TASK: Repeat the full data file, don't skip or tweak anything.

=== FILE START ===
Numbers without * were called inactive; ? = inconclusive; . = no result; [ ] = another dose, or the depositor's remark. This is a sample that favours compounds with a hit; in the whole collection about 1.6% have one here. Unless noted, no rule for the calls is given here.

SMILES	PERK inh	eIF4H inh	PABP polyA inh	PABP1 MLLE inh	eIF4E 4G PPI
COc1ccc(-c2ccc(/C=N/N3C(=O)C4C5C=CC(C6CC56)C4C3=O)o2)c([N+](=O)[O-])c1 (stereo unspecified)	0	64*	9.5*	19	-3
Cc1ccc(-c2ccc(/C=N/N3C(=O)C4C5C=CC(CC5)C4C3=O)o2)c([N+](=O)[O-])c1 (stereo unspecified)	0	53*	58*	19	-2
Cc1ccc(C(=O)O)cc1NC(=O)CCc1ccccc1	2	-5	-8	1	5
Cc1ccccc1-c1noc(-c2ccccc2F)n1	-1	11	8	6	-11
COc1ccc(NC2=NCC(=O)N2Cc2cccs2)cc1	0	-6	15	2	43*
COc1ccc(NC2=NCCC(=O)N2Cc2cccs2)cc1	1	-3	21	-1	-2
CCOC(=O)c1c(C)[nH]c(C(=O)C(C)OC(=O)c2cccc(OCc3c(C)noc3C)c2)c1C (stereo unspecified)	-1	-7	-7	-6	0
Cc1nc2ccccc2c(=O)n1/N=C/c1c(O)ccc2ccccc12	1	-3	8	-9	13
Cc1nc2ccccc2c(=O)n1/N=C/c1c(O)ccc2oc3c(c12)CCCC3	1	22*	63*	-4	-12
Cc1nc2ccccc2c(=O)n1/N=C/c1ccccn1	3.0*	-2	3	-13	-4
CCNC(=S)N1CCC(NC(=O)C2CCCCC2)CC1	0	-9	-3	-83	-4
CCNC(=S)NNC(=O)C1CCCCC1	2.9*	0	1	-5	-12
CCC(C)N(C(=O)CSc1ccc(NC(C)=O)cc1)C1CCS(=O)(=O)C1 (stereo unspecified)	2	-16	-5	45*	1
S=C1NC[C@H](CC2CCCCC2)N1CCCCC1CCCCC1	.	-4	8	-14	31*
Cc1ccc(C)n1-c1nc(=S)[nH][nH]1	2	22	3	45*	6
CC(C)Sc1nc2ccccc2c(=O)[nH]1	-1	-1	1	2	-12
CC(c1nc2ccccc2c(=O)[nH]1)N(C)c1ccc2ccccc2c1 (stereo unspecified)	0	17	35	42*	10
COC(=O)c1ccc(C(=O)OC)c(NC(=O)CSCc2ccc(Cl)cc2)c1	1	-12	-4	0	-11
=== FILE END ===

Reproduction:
Numbers without * were called inactive; ? = inconclusive; . = no result; [ ] = another dose, or the depositor's remark. This is a sample that favours compounds with a hit; in the whole collection about 1.6% have one here. Unless noted, no rule for the calls is given here.

SMILES	PERK inh	eIF4H inh	PABP polyA inh	PABP1 MLLE inh	eIF4E 4G PPI
COc1ccc(-c2ccc(/C=N/N3C(=O)C4C5C=CC(C6CC56)C4C3=O)o2)c([N+](=O)[O-])c1 (stereo unspecified)	0	64*	9.5*	19	-3
Cc1ccc(-c2ccc(/C=N/N3C(=O)C4C5C=CC(CC5)C4C3=O)o2)c([N+](=O)[O-])c1 (stereo unspecified)	0	53*	58*	19	-2
Cc1ccc(C(=O)O)cc1NC(=O)CCc1ccccc1	2	-5	-8	1	5
Cc1ccccc1-c1noc(-c2ccccc2F)n1	-1	11	8	6	-11
COc1ccc(NC2=NCC(=O)N2Cc2cccs2)cc1	0	-6	15	2	43*
COc1ccc(NC2=NCCC(=O)N2Cc2cccs2)cc1	1	-3	21	-1	-2
CCOC(=O)c1c(C)[nH]c(C(=O)C(C)OC(=O)c2cccc(OCc3c(C)noc3C)c2)c1C (stereo unspecified)	-1	-7	-7	-6	0
Cc1nc2ccccc2c(=O)n1/N=C/c1c(O)ccc2ccccc12	1	-3	8	-9	13
Cc1nc2ccccc2c(=O)n1/N=C/c1c(O)ccc2oc3c(c12)CCCC3	1	22*	63*	-4	-12
Cc1nc2ccccc2c(=O)n1/N=C/c1ccccn1	3.0*	-2	3	-13	-4
CCNC(=S)N1CCC(NC(=O)C2CCCCC2)CC1	0	-9	-3	-83	-4
CCNC(=S)NNC(=O)C1CCCCC1	2.9*	0	1	-5	-12
CCC(C)N(C(=O)CSc1ccc(NC(C)=O)cc1)C1CCS(=O)(=O)C1 (stereo unspecified)	2	-16	-5	45*	1
S=C1NC[C@H](CC2CCCCC2)N1CCCCC1CCCCC1	.	-4	8	-14	31*
Cc1ccc(C)n1-c1nc(=S)[nH][nH]1	2	22	3	45*	6
CC(C)Sc1nc2ccccc2c(=O)[nH]1	-1	-1	1	2	-12
CC(c1nc2ccccc2c(=O)[nH]1)N(C)c1ccc2ccccc2c1 (stereo unspecified)	0	17	35	42*	10
COC(=O)c1ccc(C(=O)OC)c(NC(=O)CSCc2ccc(Cl)cc2)c1	1	-12	-4	0	-11